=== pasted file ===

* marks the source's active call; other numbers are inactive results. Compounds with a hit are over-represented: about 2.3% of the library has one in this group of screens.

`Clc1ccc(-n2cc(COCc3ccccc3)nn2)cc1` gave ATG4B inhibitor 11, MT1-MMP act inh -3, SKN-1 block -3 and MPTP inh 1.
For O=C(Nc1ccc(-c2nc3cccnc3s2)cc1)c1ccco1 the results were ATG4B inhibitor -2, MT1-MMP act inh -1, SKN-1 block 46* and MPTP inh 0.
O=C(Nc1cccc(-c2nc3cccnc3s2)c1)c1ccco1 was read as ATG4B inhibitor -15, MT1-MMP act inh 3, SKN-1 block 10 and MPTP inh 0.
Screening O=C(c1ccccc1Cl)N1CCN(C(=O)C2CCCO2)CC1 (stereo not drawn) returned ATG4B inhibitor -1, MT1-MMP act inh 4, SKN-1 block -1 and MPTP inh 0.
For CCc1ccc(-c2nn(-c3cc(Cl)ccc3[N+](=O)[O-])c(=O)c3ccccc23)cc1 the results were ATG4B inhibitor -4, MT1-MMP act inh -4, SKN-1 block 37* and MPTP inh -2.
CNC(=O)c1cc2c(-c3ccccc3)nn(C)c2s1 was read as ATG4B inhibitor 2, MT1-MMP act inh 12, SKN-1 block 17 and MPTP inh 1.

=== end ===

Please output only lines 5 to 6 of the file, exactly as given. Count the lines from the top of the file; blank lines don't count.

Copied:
Screening O=C(c1ccccc1Cl)N1CCN(C(=O)C2CCCO2)CC1 (stereo not drawn) returned ATG4B inhibitor -1, MT1-MMP act inh 4, SKN-1 block -1 and MPTP inh 0.
For CCc1ccc(-c2nn(-c3cc(Cl)ccc3[N+](=O)[O-])c(=O)c3ccccc23)cc1 the results were ATG4B inhibitor -4, MT1-MMP act inh -4, SKN-1 block 37* and MPTP inh -2.